All of Arizona’s executive offices are up for election in 2018. Most have primary competition. Below learn more about the candidates and see some in action at the InMaricopa.com Town Hall.
Incumbent Republican Gov. Doug Ducey has had an eventful four years and has a lush campaign fund to rely on. Border security, the opioid epidemic and the Department of Child Safety have all been heavy issues in which he touts success. But it has been education funding that came to a head this year, and pushback from the #RedForEd movement may have made him vulnerable.
Though Ducey has called him a “fringe” candidate, Republican Ken Bennett was Arizona’s secretary of state for six years and served in the Legislature for eight years before that. But his most recent primary campaigns in 2014 and 2016 were failures.
Democrat David Garcia, a professor who narrowly lost a bid to be superintendent of public instruction four years ago, is coming back as a candidate for governor. He has portrayed the current administration as corrupt and obstructive.
Democrat Kelly Fryer of Tucson, the CEO of YWCA Southern Arizona and former minister, calls education a basic human right. She says the state should have a 15-county economic development plan.
Steve Farley is a Democratic legislator and currently the assistant Senate minority leader. A graphic artist with his own business, he says Ducey has mishandled healthcare, education, economy and immigration.
Write-in candidates for governor are Republican Robert Weber, Democrat Fareed Baig and Green Party member Angel Torres.
SECRETARY OF STATE
Secretary of State Michele Reagan, a former legislator, has a Republican rival in the primary as she tries to keep her office. Though she’s had success in records-keeping upgrades and improving connections with county recorders since a 2017 falling-out, her handling of election issues has come under scrutiny.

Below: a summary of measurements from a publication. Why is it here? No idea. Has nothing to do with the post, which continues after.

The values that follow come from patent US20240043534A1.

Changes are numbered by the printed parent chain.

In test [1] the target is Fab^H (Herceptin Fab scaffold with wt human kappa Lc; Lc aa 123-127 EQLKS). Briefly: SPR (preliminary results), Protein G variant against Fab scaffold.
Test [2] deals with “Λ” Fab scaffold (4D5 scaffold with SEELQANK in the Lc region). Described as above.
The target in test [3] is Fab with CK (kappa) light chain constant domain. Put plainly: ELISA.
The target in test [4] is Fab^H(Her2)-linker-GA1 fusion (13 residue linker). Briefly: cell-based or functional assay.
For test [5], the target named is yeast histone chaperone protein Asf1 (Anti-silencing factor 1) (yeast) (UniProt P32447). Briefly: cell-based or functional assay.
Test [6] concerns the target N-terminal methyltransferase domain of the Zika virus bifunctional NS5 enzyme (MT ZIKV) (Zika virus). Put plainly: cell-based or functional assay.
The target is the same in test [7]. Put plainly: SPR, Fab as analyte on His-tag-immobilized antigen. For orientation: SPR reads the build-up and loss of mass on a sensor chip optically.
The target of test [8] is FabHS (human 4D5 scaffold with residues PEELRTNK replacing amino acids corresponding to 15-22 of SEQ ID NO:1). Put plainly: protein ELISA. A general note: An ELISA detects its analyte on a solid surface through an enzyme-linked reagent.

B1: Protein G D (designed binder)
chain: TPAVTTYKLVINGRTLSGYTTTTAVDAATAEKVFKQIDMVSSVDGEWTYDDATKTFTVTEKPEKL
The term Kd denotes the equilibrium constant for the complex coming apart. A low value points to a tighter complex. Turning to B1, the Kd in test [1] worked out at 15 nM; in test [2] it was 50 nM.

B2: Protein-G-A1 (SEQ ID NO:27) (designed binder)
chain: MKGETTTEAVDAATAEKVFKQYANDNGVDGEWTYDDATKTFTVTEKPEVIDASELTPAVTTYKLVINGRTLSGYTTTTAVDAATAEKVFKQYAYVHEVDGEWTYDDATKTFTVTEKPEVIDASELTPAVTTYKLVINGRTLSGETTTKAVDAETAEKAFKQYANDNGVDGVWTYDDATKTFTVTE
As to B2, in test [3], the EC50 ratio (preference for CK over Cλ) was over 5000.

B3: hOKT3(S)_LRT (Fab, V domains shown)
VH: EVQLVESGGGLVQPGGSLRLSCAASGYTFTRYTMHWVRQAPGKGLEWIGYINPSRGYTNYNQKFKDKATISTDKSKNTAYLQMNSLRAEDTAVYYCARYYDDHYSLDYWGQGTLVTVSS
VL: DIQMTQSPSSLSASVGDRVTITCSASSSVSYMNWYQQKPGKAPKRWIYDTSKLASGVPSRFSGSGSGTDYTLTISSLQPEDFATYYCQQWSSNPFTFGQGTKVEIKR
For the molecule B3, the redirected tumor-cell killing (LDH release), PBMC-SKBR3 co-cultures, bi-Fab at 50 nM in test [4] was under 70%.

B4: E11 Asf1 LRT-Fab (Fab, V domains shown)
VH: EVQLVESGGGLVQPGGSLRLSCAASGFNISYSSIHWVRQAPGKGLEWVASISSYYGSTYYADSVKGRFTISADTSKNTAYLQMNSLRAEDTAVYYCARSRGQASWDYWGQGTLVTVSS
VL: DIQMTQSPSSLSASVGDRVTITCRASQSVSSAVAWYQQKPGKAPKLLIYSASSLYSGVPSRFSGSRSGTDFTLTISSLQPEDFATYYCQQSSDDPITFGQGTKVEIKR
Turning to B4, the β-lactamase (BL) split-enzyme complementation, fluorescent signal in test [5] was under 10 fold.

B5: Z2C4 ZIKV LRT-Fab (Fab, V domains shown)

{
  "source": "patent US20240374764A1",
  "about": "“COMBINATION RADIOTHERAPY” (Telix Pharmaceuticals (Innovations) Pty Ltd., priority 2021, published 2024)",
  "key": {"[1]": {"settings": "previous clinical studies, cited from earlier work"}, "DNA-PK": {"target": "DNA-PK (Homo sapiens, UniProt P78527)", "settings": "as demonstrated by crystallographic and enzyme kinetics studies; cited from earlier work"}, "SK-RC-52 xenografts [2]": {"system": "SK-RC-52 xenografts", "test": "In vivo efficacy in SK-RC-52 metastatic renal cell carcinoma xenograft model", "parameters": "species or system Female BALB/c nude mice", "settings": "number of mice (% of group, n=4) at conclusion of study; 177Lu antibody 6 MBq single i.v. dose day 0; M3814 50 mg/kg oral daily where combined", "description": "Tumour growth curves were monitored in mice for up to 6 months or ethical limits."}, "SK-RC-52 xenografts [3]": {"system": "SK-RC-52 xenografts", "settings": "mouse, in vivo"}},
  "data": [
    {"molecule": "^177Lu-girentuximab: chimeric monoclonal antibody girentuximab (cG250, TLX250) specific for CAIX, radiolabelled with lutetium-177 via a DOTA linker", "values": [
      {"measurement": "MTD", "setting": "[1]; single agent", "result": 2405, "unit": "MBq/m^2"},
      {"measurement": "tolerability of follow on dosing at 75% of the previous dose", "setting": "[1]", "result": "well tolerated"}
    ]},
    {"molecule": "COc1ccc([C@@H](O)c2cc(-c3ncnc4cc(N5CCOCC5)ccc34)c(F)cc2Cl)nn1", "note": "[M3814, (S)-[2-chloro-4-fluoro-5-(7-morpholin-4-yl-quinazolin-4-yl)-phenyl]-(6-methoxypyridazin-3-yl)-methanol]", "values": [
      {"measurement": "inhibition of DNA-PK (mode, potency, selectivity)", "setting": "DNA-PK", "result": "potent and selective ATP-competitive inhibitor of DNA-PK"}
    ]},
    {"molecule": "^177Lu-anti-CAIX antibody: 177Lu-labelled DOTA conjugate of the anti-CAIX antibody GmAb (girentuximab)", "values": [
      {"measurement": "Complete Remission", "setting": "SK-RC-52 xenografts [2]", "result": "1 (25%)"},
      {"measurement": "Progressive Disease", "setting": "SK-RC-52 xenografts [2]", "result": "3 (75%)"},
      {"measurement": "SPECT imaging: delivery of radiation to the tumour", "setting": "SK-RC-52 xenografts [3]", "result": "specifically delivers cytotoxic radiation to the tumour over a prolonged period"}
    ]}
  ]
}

Well-financed with his own money, pro-Trump Republican Steve Gaynor says Reagan’s office has gotten away with breaking the law in its election procedures and needs to stop wasting money.
Facing no opposition in the Primary, Democrat Katie Hobbs also wants to be secretary of state. A social worker and state legislator, Hobbs calls the current office incompetent.
Libertarian Jenn Gray is running as a write-in.
There is no primary competition in the race for Arizona attorney general. Each candidate, including a write-in, are the only nominees in their respective parties.
Republican incumbent Mark Brnovich was previously director of Arizona Department of Gaming. In his first year as AG, he successfully argued for the state in Harris v. Arizona Independent Redistricting Commission before the U.S. Supreme Court.
Democrat January Contreras was an assistant attorney general for Arizona in the Fraud and Public Corruption Section. She was an assistant director at Arizona Health Care Cost Containment System and was a senior adviser to former Homeland Security head Janet Napolitano during the Obama administration.
For the Libertarian party, Michael Kielsky is running as a write-in.
After previous Treasurer Jeff DeWitt resigned in 2018 and left the state, Eileen Klein was assigned to replace him, and she is not seeking election. With no incumbent running, the Treasurer’s Office has drawn the attention of two Republicans and one Democrat.
Kimberly Yee has the been the front-runner, backed early on by the state’s most powerful GOP leaders. A state senator, she spoke at the 2016 Republican National Convention. Her bachelor’s degrees are in political science and English and her masters is in public administration.
Republican Jo Ann Sabbagh is an accountant residing in Tucson, where she owns her own business and is a past president of the Arizona Association of Accounting & Tax Professionals. She is the only accounting professional who has ever run for state treasurer.
Democrat Mark Manoil has no primary competition remaining on the ballot. He is a property tax lawyer. He has said there are solutions to the education funding problem, and it starts with better spending.
SUPERINTENDENT OF PUBLIC INSTRUCTION